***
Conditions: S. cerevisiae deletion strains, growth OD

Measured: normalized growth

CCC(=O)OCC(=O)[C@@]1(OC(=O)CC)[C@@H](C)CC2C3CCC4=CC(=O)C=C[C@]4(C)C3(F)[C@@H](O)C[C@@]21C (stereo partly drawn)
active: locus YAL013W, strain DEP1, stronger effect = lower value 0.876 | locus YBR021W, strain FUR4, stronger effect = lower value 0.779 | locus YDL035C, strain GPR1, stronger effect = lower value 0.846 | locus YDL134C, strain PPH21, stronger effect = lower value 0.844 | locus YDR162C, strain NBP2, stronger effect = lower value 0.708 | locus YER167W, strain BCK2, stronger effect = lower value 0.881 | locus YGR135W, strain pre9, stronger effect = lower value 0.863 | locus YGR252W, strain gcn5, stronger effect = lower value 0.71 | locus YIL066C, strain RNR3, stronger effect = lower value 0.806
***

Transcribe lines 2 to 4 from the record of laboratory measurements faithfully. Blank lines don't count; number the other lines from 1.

Measured: normalized growth

CCC(=O)OCC(=O)[C@@]1(OC(=O)CC)[C@@H](C)CC2C3CCC4=CC(=O)C=C[C@]4(C)C3(F)[C@@H](O)C[C@@]21C (stereo partly drawn)
active: locus YAL013W, strain DEP1, stronger effect = lower value 0.876 | locus YBR021W, strain FUR4, stronger effect = lower value 0.779 | locus YDL035C, strain GPR1, stronger effect = lower value 0.846 | locus YDL134C, strain PPH21, stronger effect = lower value 0.844 | locus YDR162C, strain NBP2, stronger effect = lower value 0.708 | locus YER167W, strain BCK2, stronger effect = lower value 0.881 | locus YGR135W, strain pre9, stronger effect = lower value 0.863 | locus YGR252W, strain gcn5, stronger effect = lower value 0.71 | locus YIL066C, strain RNR3, stronger effect = lower value 0.806